A funny thing happened on the way back to my seat

It was colder than I expected. Not that I expected it at all. I might have mistaken it for a tear, if it were warm. But it was cold. And blood red.

I had chosen a rough piece of bread, broken for me by hands that prayed over the loaf as it was placed on the doily and covered until the words of institution. Then it became more than bread – it was the body of Christ, broken and yet resurrected, present yet at the right hand of God.

I dipped the mysterious bread that was Bread into the wine, poured out for all of us and yet contained in the chalice. Then. as I looked up to acknowledge the words being spoken over the cup, a droplet formed. It hung for a moment, suspended between the now and not yet, then let go.

It landed and then slipped silently and quickly out of sight, behind my blouse.  Unseen, it traced a path across the part of the chest that stands in for our hearts when we pledge allegiance or swear. But I could still feel it, wet and intrusive, a little embarrassing.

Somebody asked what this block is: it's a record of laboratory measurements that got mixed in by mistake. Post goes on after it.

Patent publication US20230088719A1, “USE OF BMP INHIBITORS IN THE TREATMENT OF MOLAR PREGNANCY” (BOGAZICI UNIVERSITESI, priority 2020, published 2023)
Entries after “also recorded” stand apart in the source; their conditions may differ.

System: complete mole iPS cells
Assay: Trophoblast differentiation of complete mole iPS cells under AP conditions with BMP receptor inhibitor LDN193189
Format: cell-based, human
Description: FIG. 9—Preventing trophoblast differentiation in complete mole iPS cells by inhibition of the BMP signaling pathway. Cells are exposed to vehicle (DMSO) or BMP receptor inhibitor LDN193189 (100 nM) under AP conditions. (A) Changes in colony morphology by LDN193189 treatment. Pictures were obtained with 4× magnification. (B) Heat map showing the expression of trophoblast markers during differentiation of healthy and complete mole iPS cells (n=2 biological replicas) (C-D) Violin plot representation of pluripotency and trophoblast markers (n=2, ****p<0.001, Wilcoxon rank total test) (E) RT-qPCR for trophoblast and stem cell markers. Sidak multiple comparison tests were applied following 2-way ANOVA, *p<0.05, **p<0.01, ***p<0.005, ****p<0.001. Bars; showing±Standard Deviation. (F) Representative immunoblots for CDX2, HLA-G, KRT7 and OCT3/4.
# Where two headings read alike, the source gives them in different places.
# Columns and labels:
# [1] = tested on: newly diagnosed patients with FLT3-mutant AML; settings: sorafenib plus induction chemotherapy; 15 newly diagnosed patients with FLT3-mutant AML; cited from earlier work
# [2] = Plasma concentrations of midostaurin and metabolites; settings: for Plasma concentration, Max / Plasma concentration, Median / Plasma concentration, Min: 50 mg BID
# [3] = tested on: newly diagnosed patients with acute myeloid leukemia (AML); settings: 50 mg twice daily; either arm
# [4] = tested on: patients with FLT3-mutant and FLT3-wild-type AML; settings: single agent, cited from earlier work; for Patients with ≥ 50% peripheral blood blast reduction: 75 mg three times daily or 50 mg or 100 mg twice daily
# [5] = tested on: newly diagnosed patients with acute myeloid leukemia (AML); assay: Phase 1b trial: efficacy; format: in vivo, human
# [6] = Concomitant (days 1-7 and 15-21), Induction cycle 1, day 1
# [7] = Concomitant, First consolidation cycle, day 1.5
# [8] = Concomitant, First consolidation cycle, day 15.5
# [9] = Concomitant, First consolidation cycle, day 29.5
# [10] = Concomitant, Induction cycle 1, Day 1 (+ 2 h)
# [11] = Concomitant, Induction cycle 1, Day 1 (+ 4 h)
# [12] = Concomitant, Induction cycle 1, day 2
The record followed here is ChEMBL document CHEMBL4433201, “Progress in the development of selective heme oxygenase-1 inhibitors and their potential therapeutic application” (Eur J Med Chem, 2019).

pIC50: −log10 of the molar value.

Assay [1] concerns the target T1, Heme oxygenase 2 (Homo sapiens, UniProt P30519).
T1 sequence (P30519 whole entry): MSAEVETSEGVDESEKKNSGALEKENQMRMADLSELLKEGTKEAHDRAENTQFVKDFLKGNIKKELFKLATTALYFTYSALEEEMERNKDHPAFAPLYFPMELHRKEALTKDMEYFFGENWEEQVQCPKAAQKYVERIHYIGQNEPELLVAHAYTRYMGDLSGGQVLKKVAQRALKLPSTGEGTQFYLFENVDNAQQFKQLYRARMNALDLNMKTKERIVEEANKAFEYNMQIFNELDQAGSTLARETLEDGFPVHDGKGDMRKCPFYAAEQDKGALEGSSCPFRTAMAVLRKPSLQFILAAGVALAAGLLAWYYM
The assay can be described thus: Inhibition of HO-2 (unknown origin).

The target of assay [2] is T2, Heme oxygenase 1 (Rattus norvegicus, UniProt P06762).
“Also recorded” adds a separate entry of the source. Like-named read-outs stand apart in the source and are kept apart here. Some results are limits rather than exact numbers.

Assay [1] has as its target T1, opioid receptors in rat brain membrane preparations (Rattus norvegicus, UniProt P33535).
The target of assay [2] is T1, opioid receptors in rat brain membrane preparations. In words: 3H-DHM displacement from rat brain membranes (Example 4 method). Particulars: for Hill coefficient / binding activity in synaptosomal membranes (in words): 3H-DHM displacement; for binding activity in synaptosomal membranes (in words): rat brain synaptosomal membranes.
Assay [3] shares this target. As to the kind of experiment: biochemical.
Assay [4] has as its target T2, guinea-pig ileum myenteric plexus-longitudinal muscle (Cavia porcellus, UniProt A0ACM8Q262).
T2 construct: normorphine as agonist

The blood of Christ poured out for me and unceremoniously dripping down into my bra.

I turned and walked back to my seat, but in my mind I was transported to another Eucharist.  I had helped preside and was watching as this congregation of 150 or so women and men passed plates filled with bread. Each one choosing, eating and taking  into themselves a small piece of God with Us. In that moment, I understood anew this truth: within each believer is the same power that God revealed in the resurrection of Jesus.  And that being the Body of Christ is what brings that power to bear and allows us together to live wholly into our work as the church universal.

Sitting in my chair, it felt oddly right that I had been marked outwardly this day. That some part of my clothing might bear a small stain.  That – even for just a few fleeting seconds – I would feel the air on my skin a little differently where that droplet had passed.

After all, the power of reconciliation should transform us and heighten our senses, alerting us to the reality of the world around us and to glimpses of the world as it is meant to be.

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